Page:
Why Maasai men in Narok embraced family planning

They resisted when their wives took it up but changed minds after training

In Summary

• Traditional society has warmed up to the idea due to rising cost of living

• Previously, children were considered as wealth but now have to be limited


The cycle of Maasai women in Narok falling pregnant every year and straining resources has been broken after their men embraced modern family planning. 

The Anglican Development Service initiated programmes to educate residents living around the Maasai Mara National Reserve on family planning topics.

Ben Ole Kaaria, a beneficiary in Sekenani, said the methods have brought more gain than harm to his family.

“The rising cost of living has made life very difficult. Maintaining many children as it was the case before is very hard now,” he said.

John Muli, a Community Based Distributor, said tourists flock to Masai Mara to see not just the animals but also the Maasais, whom they cherish for maintaining their traditions.

Howver, the traditional way of family planning they have been using since time immemorial was not effective and enhanced immorality.

The pregnant mother would separate with the husband during the pregnancy period and reunite after breastfeeding the young child.

Immediately after they reunited, the woman would likely fall pregnant in the same year, and the cycle continued.

Maa men are regarded as the heads of every family, hence they have a vital role to play in the decisions of their wives' uptake of family planning.

That is why the NGO targeted them.

Ole Kaaria said before, the land was communal and people moved in the vast land grazing their livestock.

However, things have changed after land demarcation as it has limited the movement of livestock.

“Everybody is living in his or her personal land. The more children you have, the less the land,” Ole Kaaria said.

“This is why we appreciate topics on family planning that will help us control the number of children in our families.”

He said his wife has been using pills since the trainings began and she has not experienced any side-effects.

“Family planning is good. It has helped me to manage my family. I advise all men to encourage their women to go for family planning,” Ole Kaaria said.

Another resident, Micah Ole Kiu, said the topics on family planning had enlightened the community on how to plan for a number of children that they could easily manage.

“Following the teachings that we have got, we now advise our wives to use family planning methods so that we can control the number of children in our families,” he said.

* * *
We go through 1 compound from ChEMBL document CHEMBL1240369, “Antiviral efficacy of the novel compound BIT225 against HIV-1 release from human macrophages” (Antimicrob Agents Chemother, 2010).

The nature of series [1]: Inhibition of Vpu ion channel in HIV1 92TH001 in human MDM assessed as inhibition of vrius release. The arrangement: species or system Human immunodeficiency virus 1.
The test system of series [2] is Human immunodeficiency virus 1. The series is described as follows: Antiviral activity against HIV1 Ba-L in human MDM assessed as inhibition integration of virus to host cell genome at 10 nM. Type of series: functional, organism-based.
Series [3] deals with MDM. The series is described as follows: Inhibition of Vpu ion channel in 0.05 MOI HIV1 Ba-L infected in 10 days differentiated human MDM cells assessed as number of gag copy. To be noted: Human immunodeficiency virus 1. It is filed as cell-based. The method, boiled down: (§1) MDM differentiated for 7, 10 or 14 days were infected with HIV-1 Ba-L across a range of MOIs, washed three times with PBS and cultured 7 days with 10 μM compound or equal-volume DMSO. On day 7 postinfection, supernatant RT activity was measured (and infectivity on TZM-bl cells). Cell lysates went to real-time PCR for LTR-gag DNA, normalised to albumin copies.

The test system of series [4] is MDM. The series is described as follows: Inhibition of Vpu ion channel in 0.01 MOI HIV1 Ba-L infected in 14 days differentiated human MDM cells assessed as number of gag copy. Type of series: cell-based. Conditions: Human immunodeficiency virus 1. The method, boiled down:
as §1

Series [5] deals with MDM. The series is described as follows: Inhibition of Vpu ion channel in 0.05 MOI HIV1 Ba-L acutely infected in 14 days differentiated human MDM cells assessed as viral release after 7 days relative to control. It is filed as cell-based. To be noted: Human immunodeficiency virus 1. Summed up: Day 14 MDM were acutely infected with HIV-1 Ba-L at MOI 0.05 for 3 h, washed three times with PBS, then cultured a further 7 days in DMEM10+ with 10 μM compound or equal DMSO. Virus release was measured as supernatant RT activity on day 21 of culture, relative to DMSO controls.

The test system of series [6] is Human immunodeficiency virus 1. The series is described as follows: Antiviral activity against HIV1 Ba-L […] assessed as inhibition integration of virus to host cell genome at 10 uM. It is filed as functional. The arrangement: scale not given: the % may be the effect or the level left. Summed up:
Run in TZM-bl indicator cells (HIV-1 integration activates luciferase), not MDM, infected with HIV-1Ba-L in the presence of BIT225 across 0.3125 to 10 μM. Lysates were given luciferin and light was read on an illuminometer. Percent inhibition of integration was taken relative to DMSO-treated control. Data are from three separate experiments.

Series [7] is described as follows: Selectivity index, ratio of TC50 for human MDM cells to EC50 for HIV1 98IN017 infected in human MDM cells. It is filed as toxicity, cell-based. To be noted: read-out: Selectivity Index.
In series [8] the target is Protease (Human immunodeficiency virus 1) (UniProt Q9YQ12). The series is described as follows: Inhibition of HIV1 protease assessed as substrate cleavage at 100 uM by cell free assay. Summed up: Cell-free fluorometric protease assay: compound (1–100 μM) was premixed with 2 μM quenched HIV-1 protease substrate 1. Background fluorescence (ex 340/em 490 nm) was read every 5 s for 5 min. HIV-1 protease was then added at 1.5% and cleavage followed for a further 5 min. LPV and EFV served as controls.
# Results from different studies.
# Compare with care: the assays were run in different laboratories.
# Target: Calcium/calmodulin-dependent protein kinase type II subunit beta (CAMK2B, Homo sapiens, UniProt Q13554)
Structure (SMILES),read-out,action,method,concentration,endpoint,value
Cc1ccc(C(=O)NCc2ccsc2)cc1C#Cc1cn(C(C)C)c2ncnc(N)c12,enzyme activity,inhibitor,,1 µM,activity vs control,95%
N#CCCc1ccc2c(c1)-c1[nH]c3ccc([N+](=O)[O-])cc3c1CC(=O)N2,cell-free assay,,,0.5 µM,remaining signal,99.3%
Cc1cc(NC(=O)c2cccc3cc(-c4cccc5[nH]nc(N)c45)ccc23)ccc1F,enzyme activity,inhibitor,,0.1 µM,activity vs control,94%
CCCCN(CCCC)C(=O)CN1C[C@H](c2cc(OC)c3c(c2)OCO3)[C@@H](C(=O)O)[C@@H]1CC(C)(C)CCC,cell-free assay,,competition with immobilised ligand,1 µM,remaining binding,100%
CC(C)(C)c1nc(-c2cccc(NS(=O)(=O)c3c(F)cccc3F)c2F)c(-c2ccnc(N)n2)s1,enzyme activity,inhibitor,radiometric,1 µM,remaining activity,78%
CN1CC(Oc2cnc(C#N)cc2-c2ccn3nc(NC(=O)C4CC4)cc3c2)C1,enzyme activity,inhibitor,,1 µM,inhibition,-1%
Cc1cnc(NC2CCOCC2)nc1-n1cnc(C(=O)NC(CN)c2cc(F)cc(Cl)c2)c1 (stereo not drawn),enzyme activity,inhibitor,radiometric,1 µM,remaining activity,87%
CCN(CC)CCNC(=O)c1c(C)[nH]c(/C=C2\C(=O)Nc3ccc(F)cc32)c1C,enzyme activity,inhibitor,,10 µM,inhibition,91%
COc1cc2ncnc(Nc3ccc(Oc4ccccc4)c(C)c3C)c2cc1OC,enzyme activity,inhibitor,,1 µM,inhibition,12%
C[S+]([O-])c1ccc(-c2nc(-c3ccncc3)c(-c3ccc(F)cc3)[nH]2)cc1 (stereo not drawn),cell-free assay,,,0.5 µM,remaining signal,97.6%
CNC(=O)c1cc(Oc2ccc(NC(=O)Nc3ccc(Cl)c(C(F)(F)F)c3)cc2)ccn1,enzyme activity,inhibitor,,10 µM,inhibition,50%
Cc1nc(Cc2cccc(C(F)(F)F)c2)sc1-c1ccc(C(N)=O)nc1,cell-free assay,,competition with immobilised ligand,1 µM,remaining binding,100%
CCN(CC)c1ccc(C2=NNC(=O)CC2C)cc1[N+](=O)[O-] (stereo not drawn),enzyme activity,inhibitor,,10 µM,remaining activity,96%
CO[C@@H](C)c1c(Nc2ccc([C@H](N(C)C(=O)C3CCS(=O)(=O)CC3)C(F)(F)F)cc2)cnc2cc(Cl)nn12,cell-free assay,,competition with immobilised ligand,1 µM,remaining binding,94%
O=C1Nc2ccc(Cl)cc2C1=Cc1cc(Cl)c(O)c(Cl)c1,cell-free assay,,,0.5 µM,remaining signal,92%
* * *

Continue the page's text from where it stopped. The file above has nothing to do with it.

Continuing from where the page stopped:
Ole Kiu also advised families that have not embraced the concept of family planning to come on board.

Fellow resident Brian Mpoe said the ADS programme had changed their mindsets.

“In the old days, children were wealth to the families. The more children a man had, the wealthier he would be considered,” he said.

The children would not go to school but instead spent their youthful days grazing their father’s livestock at the expense of education.

However, things have changed in the modern days as the government has put structures in place to ensure every child goes to school.

“Things are fast changing. In modern times, many children will translate to digging deeper into your pockets to provide for their basic needs and education,” Mpoe said.

"This is why we have to limit the number of children we have."

County director of health Dr Francis Kiio said it was challenging to train the men at first as they were completely opposed to the modern ways of family planning.

“We first educated the women but realised that the men were opposed to family planning,” he said.

"This brought divisions in the families as the men did not understand why their women were not getting pregnant. However, after the training, the men have embraced the concept."

He said the most preferred method of family planning in the society was pills and injections, while most families opposed using condoms.

“The family planning methods are given free of charge to the couples,” Muli said.

"Most women in the village do not prefer using condoms, unlike the women in the marketplaces."

He urged ADS to continue funding the programme to reach more people in the area.

Family planning comes with various benefits, among them aiding in population planning and control, leading to effective distribution of natural resources and creating more jobs for the population.

Family planning also ultimately helps in planning for a sufficient number of schools and healthcare services, including sanitation facilities and environmental benefits.

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